The Colorado House on Tuesday passed a bill that raised the renewal energy standard (RES) for rural Colorado. The bill requires that Tri-state Generation and Transmission and electrical coops must obtain 20% of their electricity from renewable sources by 2020. Prior to passage of SB252, rural utilities were only required to get 10% of their power from renewable sources.
The bill passed on a 37-27 vote despite strong opposition from rural organizations and some unions. The legislation expands opportunities for the production of local homegrown energy, and encourages the generation of energy from other alternative sources.
Conservation Colorado was one of many environmental groups that supported the legislation. Pete Maysmith, Executive Director of Conservation Colorado issued a statement after the vote:
“We congratulate our Colorado Representatives and Senators who have championed nation leading legislation to expand clean wind and solar energy to all of Colorado. With the House passing SB 252, Colorado is once again at the forefront of diversifying our energy sources and encouraging investment in clean and innovative energy to power our future,” said Pete Maysmith, Executive Director, Conservation Colorado.
This legislation will protect Colorado consumers by preventing price spikes on their electricity bills; and give more Coloradans access to clean wind and solar energy. By taking advantage of our abundant sunshine and persistent winds, we can generate cleaner energy to reduce air pollution, improve public health, and do our part to tackle climate change for future generations.”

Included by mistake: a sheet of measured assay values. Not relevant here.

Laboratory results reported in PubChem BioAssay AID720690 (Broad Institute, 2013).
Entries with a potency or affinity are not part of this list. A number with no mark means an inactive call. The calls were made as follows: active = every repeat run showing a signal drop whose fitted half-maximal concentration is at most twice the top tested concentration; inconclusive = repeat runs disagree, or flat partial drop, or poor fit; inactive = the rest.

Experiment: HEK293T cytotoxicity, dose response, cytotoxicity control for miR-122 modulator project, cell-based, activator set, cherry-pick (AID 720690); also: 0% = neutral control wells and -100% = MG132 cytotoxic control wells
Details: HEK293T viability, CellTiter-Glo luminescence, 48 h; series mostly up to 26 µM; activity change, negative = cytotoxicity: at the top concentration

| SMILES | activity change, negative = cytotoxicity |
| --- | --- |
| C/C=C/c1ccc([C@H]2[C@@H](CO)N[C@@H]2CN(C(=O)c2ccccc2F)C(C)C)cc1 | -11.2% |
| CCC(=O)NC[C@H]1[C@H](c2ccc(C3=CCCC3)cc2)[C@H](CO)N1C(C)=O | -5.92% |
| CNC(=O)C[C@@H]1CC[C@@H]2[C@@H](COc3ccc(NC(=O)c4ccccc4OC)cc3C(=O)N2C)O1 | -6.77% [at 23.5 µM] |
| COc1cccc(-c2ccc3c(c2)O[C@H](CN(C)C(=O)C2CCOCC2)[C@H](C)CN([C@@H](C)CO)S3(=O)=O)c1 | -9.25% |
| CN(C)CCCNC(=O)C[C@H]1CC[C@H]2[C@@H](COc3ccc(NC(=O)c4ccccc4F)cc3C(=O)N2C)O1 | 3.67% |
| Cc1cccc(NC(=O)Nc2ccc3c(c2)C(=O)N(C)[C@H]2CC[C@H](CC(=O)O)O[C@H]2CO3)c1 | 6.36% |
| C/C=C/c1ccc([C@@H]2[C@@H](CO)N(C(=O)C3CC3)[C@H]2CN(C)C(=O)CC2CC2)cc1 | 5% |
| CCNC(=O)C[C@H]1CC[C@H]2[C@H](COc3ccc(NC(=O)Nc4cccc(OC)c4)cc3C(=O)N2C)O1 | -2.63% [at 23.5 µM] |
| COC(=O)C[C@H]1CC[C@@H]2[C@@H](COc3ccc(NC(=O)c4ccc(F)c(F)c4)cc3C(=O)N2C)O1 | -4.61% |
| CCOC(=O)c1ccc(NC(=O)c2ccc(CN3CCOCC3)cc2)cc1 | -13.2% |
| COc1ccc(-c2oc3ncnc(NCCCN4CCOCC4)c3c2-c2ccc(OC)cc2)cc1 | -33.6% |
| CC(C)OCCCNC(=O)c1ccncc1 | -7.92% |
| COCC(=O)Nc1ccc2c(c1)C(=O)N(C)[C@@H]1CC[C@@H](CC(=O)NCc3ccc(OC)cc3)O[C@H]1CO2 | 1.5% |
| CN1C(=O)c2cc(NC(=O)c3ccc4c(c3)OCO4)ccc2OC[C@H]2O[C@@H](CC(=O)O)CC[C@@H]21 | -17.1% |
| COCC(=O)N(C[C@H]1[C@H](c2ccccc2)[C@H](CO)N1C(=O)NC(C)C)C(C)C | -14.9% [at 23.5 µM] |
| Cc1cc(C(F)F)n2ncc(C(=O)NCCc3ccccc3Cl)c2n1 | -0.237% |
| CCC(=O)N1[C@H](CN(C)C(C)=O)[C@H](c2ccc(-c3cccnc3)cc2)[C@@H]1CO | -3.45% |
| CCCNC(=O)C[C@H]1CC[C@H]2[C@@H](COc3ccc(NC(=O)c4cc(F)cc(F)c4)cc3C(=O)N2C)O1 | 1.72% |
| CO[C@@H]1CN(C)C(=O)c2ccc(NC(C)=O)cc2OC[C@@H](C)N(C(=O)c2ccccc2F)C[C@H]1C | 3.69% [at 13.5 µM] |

Colorado voters approved a ballot measure in 2004 requiring utilities to obtain 20% of their power from renewable sources. Later the legislature voted twice to extend it to 30%. However the legislation only required rural utilities to obtain 10% of their power from renewable sources. It had other special interest carve outs, so that in reality only about 12% of the state’s electricity is coming from wind or solar energy. SB 252 fixes much of that.
Republicans maintain the bill is another example of the Democratic-controlled legislature’s indifference to rural Colorado. “Of all those bills, I personally think this is the worst,” Rep. Bob Rankin, R-Carbondale told the Denver Post. “This bill will not create jobs in rural Colorado, despite the claims.”
As the Denver Post reported, Rep. Mike McLachlan, D-Durango, said the rural area he represents supports the bill. He read a letter from the Durango mayor in support. Rep. Claire Levy, D-Boulder, said the gloom and doom arguments from Republicans — “the parade of the horribles,” as she called suggestions about coal mines closing and such — about earlier renewable standards haven’t come to fruition.
Opponents of the legislation have been blanketing the state with TV and radio ads, but they did not have an impact on the vote.
SB-252 significantly increases Colorado’s commitment to small scale, homegrown renewable energy such as rooftop solar and community wind farms. It also includes innovative provisions to capture climate damaging methane gas from coal mines and the generation of power from municipal solid waste.
The bill must go back to the Senate to concur with changes made in the House. It previously passed the Senate after a contentious debate, and the Senate should agree to House amendments. It is expected that the Governor will sign the legislation. Now the rest of the country needs to catch up.
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